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God Is One: A Kabbalistic Explanation

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When we think about Kabbalah, Jewish mysticism, we usually think of the Zohar, the Kabbalistic commentary on the Torah, or the teachings and stories of the Hasidic rabbis. While all this is true, the foundation of Kabbalah is the very credo of Judaism -- the Sh'ma (Deuteronomy 6:4) which is translated, "Listen Israel, YHVH is our God, YHVH is One."

To better understand what is being communicated the Sh'ma can be flushed out as follows, "Listen, I am not saying hear, but listen, with all your might and with all your soul, as I am about to tell you something very very important. This message is so important it is for everyone, not just me, Moses, or our other leaders or priests. As Rabbi Art Green points out, YHVH, the spelling of God's name in the composite form of the verb "to be" in its past, present and future forms means that God's name actually is Is-was-will-be. That is to say, God is timeless and infinite, which directly ties into the final part of the sentence, "YHVH is One." As God is beyond time so God is beyond a space and a simple mathematical formula. God is One is not about a number; rather, "God is One" means the world is a Uni-verse where there is nothing else but God, the eternal force that animates everything."

The problem is we mostly don't live our lives with an attentiveness and consciousness -- a mindfulness as the Buddhists would say -- and allow our everyday to be tuned into that understanding of the world. Kabbalah is our bid to recover our awareness of that primary unity of the world, the Life Force of the Universe that permeates all. In other words, Kabbalah attempts to break through the doors of perception where Huxley said, quoting Blake, "everything would appear to man what it is, infinite." One of God's names in Kabbalah is Eyn Sof, which means "without end."

Rabbi Azriel of Gerona, one of the great teachers of Kabbalah in 13th century Spain explains:

Know that everything visible and perceivable to human contemplation is limited, and that everything that is limited is finite, and that everything that is finite is insignificant. Conversely, that which is not limited is called Eyn Sof and is absolutely undifferentiated in a complete and changeless unity; and if God is truly without limit, than nothing exists outside God. And since God is both exalted and hidden, God is the essence of all that is concealed and revealed.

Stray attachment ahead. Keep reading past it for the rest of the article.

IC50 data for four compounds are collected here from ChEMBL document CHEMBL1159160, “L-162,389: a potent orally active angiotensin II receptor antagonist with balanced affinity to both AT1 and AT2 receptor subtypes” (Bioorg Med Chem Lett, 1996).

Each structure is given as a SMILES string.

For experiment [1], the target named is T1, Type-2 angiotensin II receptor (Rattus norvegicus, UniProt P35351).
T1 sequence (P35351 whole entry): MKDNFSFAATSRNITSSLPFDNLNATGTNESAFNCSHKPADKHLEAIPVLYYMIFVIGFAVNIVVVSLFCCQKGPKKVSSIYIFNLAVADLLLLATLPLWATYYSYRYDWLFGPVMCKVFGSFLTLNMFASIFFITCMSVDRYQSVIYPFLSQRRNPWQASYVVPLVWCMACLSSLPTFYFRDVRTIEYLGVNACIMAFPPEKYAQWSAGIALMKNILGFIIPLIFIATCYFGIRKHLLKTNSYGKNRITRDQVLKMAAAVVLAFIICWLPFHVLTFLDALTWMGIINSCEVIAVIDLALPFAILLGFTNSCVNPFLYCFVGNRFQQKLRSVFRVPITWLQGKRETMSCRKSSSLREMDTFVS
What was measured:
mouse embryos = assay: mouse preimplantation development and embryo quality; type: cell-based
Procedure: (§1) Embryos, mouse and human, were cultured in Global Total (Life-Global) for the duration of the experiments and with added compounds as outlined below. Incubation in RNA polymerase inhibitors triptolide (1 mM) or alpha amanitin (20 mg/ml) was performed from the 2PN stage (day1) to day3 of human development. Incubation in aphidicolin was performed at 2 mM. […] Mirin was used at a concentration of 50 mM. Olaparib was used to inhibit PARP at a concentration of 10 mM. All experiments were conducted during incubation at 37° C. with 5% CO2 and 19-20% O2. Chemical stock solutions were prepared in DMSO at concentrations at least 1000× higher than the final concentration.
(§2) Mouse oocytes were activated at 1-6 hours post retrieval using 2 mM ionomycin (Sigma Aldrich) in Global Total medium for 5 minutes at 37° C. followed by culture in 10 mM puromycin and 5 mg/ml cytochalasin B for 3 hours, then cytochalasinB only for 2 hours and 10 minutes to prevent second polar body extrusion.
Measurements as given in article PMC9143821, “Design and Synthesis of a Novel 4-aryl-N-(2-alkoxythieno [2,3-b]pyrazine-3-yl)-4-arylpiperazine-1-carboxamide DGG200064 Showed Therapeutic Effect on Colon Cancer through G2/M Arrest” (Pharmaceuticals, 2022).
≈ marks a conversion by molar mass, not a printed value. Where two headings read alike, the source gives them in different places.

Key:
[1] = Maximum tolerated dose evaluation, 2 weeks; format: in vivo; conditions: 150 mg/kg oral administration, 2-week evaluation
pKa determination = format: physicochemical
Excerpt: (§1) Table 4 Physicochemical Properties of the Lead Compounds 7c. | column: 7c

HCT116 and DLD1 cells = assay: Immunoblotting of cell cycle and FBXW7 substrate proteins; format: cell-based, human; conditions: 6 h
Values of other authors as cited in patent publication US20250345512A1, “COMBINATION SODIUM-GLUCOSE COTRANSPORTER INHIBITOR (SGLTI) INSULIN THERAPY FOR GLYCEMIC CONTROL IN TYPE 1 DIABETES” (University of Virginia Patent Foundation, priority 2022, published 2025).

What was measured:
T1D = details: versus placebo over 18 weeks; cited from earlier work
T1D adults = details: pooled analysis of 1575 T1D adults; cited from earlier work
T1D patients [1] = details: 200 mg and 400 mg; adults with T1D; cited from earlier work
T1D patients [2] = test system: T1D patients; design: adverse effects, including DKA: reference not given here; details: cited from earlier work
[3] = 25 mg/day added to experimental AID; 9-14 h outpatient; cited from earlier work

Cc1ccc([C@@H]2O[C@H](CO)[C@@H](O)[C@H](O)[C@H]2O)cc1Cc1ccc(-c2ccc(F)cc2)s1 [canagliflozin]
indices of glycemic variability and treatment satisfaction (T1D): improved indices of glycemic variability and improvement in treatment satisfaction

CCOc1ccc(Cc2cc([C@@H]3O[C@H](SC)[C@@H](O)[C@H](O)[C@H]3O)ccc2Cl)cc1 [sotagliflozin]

Gershon Scholem, the father of all modern historians of Kabbalah writes in his seminal work "Major Trends in Jewish Mysticism" (1941):

For instance Rabbi Joseph ben Shalom of Barcelona (1300) maintains that in every transformation of reality, in every change of form, or every time the status of a thing is altered, the abyss of nothingness is crossed and for a fleeting moment becomes visible. Nothing can change without coming into contact with this region of pure absolute Being, which the mystics call Nothing (Eyn Sof).

If life were like a movie and we were able to slow it down we would see the blank spaces between each frame, between each moment, between each change. Because of the speed the individual picture frames are flashed on the movie screen we normally do not see those blank spaces. Kabbalah is the system where we try to see those spaces.

While that may be the intention, it is not a situation where we would like to remain for a long period of time. Just as we would go crazy watching a movie where we see every blank space, so we would go crazy if we were to see the blank spaces intertwined throughout existence. According to Kabbalah, we are shielded from that Ultimate Reality as God is refracted in what the Kabbalists call 10 sefirot -- 10 basic units of Reality, or the dramatic emanations of God in the world that can be experienced on a spectrum of intensity. Kabbalists strive for devekut, to cleave to God. Or to put it in other words, Kabbalists work to expand the frontiers of consciousness to come into contact with, as Jung taught, the "universal unconsciousness." Kabbalah provides both an explanation of and a system to access that ultimate understanding and experience of the world we live in on a deeper spiritual plain.

We become more human when allow ourselves to tap into that dimension of ourselves called the spiritual. Kabbalah, as with all spiritual paths, allows us to access that very human quality -- the awareness that there is more to our lives than what we call the purely rational and material.

By reminding us that God is beyond time and space, Kabbalah can free us from the limited notion of God as the Old Man in the Sky. Such a God may be reached through prayer, but such an understanding can open up the possibility that God does not answer prayer in the more traditional explanation. As The Doors (taking their name from Huxley's book The Doors of Perception) sang, "You cannot petition the Lord with prayer." This does not diminish the importance of prayer; prayer is that very important human vehicle that allows us to experience God, a dimension of being human that when nurtured can make our lives fuller. In addition, on a deep level, Kabbalah's insight that all is God reminds us that when we are in conflict with the environment, with other religions, people and nations, we are also in conflict with an aspect of our self. Or as the Fab Four tried to tell us, "I am he as you are he as you are me and we are all together," echoing the words of the great 16th century Kabbalist Moses Cordovero, who lived in the Kabbalist center of Safed, Israel: "Each of us emerges from Eyn Sof and is included in it. We live through its dissemination ... Delve into this. Flashes of intuition will come and go, and you will discover a secret here."

Around the Web

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